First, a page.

Pleasures of the spectatorium : young people, classrooms and horror films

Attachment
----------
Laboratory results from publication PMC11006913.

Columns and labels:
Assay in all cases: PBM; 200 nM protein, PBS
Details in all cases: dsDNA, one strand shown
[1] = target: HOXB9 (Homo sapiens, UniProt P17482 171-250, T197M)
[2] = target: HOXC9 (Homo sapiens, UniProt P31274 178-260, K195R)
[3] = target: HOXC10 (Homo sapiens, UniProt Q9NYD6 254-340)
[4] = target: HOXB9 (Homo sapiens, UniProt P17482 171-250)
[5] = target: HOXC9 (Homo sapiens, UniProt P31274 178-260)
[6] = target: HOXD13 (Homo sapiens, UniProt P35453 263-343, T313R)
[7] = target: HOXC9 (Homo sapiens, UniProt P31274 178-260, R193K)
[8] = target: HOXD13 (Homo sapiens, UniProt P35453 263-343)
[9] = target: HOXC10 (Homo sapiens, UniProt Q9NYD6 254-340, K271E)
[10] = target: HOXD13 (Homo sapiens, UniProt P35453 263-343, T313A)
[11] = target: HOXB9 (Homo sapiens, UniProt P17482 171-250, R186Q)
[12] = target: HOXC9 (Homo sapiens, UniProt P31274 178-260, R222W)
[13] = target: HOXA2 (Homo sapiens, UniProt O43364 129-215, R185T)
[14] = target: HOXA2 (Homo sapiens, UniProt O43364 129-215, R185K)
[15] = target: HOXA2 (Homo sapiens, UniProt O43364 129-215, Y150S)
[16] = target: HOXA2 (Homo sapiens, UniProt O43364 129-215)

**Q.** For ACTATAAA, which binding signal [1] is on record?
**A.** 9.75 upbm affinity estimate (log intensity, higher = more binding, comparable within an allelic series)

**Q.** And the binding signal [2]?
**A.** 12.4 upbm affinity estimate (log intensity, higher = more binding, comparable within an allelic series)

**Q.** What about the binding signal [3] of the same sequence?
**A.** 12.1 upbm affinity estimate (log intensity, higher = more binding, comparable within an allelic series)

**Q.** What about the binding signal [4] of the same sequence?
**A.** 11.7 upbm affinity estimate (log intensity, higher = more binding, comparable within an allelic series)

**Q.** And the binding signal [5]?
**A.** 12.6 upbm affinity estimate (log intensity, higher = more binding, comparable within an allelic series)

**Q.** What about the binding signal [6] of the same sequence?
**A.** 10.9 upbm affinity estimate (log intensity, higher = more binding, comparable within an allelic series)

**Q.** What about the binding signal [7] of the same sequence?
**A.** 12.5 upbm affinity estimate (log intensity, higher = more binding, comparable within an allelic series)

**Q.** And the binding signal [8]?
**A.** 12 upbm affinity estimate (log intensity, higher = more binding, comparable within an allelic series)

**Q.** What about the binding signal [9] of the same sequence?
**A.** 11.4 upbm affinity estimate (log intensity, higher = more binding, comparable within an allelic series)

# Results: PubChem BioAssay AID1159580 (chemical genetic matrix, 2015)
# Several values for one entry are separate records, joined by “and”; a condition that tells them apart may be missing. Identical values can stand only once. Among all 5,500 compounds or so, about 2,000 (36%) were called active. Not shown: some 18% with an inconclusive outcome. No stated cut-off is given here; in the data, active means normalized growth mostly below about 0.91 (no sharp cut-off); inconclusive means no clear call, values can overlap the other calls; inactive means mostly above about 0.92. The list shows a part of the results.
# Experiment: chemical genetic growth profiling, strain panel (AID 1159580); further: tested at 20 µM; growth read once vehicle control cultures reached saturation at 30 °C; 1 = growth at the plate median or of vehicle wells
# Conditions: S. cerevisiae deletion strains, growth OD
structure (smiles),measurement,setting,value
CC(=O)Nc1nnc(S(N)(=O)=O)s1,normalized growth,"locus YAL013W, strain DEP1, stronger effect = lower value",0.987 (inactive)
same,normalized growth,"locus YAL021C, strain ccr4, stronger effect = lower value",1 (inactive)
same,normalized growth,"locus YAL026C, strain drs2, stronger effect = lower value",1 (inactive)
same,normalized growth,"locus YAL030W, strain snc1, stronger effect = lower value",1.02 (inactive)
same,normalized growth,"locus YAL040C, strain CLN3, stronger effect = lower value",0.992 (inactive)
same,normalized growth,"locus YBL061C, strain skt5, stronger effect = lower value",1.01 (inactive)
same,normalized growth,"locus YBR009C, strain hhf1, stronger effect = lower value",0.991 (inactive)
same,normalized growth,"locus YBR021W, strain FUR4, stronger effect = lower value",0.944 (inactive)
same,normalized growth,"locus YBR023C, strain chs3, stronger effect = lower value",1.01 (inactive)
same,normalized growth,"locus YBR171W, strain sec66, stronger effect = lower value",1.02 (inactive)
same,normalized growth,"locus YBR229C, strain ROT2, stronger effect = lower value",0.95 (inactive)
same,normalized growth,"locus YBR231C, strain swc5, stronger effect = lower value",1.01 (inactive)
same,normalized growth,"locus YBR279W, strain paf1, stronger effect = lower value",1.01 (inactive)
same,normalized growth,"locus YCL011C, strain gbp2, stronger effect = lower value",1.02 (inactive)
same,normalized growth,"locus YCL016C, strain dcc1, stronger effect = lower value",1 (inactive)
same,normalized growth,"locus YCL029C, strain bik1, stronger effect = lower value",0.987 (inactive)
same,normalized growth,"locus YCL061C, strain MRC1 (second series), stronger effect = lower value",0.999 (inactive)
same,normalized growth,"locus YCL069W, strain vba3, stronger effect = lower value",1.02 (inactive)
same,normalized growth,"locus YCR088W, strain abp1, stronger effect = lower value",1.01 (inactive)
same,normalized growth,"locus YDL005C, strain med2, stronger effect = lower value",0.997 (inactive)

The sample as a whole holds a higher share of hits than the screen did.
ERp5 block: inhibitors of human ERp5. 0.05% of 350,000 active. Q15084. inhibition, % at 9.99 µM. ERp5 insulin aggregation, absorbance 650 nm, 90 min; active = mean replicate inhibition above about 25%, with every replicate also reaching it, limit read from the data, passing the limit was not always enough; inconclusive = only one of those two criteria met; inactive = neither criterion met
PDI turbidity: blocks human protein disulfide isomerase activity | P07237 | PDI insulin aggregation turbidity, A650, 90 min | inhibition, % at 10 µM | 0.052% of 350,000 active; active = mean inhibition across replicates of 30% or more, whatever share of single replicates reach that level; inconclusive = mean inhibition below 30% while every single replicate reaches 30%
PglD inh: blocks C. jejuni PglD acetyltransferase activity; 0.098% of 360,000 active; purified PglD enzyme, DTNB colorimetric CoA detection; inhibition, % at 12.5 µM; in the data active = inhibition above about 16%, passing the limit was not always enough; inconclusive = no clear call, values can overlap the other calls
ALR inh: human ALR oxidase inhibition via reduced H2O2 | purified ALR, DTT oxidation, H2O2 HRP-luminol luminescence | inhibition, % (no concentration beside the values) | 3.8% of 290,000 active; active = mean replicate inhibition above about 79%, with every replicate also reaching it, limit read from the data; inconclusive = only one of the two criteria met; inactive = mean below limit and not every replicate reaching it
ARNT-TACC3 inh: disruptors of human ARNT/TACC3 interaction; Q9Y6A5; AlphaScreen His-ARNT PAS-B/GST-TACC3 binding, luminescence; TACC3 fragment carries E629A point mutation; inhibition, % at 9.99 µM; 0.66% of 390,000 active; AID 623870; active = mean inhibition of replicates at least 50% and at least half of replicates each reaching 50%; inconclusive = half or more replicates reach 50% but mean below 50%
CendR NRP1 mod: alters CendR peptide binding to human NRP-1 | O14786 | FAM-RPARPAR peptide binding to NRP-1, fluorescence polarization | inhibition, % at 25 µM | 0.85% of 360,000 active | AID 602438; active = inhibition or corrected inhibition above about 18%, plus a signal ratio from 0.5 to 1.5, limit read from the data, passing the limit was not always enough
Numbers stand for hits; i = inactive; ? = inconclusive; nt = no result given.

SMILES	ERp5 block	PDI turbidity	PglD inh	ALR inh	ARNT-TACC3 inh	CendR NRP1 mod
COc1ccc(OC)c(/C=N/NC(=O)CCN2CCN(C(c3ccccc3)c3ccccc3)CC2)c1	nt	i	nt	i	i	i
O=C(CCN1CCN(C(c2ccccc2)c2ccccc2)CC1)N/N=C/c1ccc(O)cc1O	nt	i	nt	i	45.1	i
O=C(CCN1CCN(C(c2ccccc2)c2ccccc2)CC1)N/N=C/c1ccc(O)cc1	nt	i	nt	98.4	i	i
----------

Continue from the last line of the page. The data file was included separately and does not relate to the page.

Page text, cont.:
This thesis is an ethnographic study of Year 9 school pupils' responses to horror films, and, in particular, The Company of Wolves (Jordan, 1984). It employs social semiotic theory to analyse both film texts and audience engagements with such texts, exploring how such engagements involve transformations of subjectivity, particular kinds of competence in reading visual codes, and certain types of affective response to horror texts. It explores, briefly, histories of elements of the horror genre, especially the figures of the werewolf and the folktale heroine, in the period from the Enlightenment to the present day. The thesis develops a theory of textual pleasure in relation to horror films, drawing on Bakhtin's theory of carnival, Freud's theories of pleasure, and Bourdieu's theory of taste. It argues that fear and pleasure are related in this context; that such pleasures are socially situated; and that they relate to forms of textual identification. A theory of the sublime is also developed in the context of the social semiotics of film, exploring the history of the sublime from Kant and Burke to postmodernist theory. It is argued that sublime images operate through a dialectic of revelation and concealment, and that audiences replicate this mechanism in their viewing, and in the social sites in which they spectate. These structures are associated, furthermore, with socially-determined structures of aesthetic taste, and ways in which these in turn determine texts as popular or elite (or a hybrid of the two). Finally, the thesis addresses the pedagogies of English and Media Studies, arguing that classrooms need to become spectatorial spaces, open to new literacies of the visual, and equipped with the texts, technologies, and practices adequate to these new competences.